The Day – Norwich seeks to overhaul zoning regulations to accommodate cannabis operations
Norwich – It wasn’t enough for Norwich officials to openly welcome Connecticut’s new cannabis industry by holding public forums and announcing that a “welcome” sign was on the door.
While the mayor’s office, Norwich Community Development Corp. and planning and zoning staff kept answering phone calls, the repeated question from cannabis manufacturing and retail developers was: where does this say in your ordinances and zoning regulations?
The state’s new law governing the manufacture and sale of recreational cannabis products includes what NCDC Chairman Kevin Brown has called the “as if condition.” If a municipality didn’t specifically ban cannabis — many municipalities have at least temporary moratoriums banning it — and change their regulations, the industry would be allowed in areas that allow similar operations.
City leaders quickly learned that developers looking to make multimillion-dollar investments in a potential location found this wording too vague.
“What I recognized in talking to the various growers and retailers interested in doing business here,” Brown said, “is that they really needed an affirmative statement that wasn’t based on a ‘condition like if”, zoned as if it were anything. other manufacturer, any other retailer.
To make this affirmative statement, City Council will consider a proposed ordinance on Monday, April 4, which would add definitions of “herbal manufacturing” to the list of terms defining the types of manufacturers allowed in the city.
“Commercial cultivation, micro-cultivation, manufacture and production of herbal products, as well as food or beverages, may be licensed as manufacturing, advanced manufacturing, food manufacturing, precision and research and development,” the proposed order reads.
The council, which serves as Norwich’s zoning board, will hold a public hearing on the draft ordinance at 6.30pm in the council chambers of City Hall, 100 Broadway. The board could vote on the proposed ordinance at its regular meeting, which begins at 7:30 p.m. that evening.
In addition, City Council, at its March 21 meeting, unanimously approved a resolution regarding potential cannabis retail establishments. The resolution clarifies council’s intent to allow cannabis retail stores and provides for future action to codify the language into a zoning ordinance, said Mayor Peter Nystrom, co-sponsor of the resolution.
“It gives notice to people by authorizing that we are okay with this,” Nystrom said, referring to the city council as the zoning board. “They didn’t want to give out permits and have us say, ‘you didn’t ask us.'”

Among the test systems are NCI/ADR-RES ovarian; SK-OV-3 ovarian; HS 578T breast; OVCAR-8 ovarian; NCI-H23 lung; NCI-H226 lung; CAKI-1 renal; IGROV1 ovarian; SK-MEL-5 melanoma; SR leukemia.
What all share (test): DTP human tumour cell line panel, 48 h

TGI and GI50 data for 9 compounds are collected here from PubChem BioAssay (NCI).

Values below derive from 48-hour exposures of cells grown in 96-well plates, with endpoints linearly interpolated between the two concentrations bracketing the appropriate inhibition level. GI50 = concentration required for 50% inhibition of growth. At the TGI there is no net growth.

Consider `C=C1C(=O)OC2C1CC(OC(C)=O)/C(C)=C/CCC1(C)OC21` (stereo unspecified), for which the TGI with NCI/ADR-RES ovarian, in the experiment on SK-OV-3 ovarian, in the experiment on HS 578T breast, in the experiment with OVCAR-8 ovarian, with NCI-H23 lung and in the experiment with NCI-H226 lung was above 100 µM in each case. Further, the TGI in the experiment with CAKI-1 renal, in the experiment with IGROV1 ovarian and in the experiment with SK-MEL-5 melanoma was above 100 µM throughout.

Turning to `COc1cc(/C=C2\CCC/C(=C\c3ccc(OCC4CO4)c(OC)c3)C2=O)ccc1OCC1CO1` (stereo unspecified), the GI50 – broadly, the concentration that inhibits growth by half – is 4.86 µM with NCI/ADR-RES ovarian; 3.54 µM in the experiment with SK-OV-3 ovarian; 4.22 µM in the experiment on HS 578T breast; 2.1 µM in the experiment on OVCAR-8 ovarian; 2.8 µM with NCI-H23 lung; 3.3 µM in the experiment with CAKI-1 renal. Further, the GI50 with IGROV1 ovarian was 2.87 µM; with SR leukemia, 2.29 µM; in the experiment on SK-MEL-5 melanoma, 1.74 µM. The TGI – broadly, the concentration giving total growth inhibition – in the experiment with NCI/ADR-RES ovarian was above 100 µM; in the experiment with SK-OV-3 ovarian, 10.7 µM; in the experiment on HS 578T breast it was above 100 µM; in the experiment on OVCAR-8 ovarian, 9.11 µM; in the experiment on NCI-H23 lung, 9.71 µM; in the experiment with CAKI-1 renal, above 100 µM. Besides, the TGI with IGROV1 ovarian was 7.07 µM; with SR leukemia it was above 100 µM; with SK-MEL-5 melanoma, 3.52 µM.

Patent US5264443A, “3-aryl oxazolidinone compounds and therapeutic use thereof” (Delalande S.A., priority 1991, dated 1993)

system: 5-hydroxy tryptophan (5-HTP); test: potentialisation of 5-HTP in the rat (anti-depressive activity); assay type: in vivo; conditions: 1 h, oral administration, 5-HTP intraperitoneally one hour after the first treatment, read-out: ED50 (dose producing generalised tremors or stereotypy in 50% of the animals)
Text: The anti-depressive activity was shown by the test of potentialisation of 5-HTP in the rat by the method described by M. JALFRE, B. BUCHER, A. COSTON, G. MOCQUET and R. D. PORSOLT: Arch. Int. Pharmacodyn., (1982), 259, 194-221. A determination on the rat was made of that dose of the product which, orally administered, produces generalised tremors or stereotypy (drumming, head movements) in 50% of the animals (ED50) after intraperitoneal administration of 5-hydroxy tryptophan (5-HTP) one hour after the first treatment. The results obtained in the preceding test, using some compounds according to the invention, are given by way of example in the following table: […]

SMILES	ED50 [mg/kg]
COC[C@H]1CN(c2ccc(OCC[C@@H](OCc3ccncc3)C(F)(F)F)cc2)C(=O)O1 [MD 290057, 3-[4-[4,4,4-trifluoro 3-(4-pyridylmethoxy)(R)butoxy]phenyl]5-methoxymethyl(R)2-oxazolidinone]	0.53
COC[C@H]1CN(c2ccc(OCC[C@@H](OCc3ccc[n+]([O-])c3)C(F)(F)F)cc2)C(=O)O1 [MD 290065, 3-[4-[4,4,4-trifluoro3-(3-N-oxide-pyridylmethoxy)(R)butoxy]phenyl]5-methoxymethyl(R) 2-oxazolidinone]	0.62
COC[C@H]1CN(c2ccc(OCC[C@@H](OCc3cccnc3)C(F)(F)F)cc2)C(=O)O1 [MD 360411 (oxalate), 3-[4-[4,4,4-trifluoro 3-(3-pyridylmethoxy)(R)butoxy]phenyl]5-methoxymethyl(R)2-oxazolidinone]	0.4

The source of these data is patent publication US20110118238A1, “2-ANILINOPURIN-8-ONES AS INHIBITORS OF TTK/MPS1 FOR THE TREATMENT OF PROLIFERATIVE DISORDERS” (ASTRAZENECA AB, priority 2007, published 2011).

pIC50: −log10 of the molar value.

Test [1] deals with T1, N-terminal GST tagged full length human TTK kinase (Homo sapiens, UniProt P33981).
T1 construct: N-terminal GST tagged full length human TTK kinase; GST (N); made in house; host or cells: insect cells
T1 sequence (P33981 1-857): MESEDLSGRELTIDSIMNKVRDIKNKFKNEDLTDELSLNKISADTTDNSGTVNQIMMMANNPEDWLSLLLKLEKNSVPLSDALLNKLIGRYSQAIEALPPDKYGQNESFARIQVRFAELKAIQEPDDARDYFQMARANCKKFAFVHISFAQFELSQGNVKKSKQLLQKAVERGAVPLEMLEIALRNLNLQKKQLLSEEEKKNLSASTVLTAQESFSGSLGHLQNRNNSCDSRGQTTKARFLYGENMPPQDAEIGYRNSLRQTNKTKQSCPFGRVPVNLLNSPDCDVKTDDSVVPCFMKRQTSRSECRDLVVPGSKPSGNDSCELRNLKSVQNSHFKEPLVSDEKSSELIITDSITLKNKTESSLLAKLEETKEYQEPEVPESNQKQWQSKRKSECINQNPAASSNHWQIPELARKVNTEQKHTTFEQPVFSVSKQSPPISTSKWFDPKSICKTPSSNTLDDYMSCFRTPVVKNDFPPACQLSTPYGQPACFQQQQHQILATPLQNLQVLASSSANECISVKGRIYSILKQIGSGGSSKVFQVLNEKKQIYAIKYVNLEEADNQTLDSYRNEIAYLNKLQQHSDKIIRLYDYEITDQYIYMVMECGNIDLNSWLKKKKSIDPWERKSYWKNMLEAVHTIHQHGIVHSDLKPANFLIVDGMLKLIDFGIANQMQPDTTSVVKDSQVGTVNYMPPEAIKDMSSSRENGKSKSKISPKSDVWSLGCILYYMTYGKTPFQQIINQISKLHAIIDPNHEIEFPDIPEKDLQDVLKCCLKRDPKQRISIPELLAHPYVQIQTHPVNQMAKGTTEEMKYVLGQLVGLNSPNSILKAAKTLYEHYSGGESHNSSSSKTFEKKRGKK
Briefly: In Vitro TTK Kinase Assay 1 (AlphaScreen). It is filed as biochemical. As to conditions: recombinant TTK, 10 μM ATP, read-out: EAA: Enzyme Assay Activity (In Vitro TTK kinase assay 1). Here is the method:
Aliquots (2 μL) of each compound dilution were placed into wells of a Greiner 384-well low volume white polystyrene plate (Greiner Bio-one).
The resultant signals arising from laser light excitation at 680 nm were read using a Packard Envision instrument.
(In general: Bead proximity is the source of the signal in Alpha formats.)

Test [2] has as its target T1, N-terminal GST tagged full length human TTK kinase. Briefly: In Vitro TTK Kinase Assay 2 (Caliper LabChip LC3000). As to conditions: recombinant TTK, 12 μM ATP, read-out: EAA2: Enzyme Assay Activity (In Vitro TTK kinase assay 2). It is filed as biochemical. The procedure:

The resolution identifies the retail sale of cannabis as similar to stores that sell alcohol, including package stores, grocery stores, pharmacies and convenience stores. Zoning regulations require a distance of at least 1,500 feet from other such stores, but the state’s new cannabis law would currently allow Norwich to have only one retail store of cannabis.
The law mandates a 1,000 foot separation from any elementary, middle or high school and public libraries. The library’s distancing requirement eliminates much of the city center, from the Otis Library at 261 Main Street to an area beyond the Norwich Upper Courthouse, Nystrom said.
On the manufacturing side, the state law would allow developers who locate in areas identified as those disproportionately affected by past drug laws to bypass the state’s lottery system for cannabis licenses. .
Six of Norwich’s nine census tracts are in the so-called disproportionately affected areas, but Brown said unfortunately Norwich Business Park is outside these areas. Finding the desired 30,000 to 100,000 square feet of space on lots of at least 3 acres in the six eligible census tracts is limited, Brown said.
He could not discuss specific sites, but said he was confident Norwich would manage to land at least one cannabis manufacturing facility and retail store. The manufacturing plant would become a major utility user, consuming perhaps two to three megawatts of electricity, bringing revenue to both Norwich’s utilities and the city.
Timelines are less certain, but Brown estimated that the state licensing process will be completed this summer and “the cannabis industry will start to come to life” in Norwich in early 2023.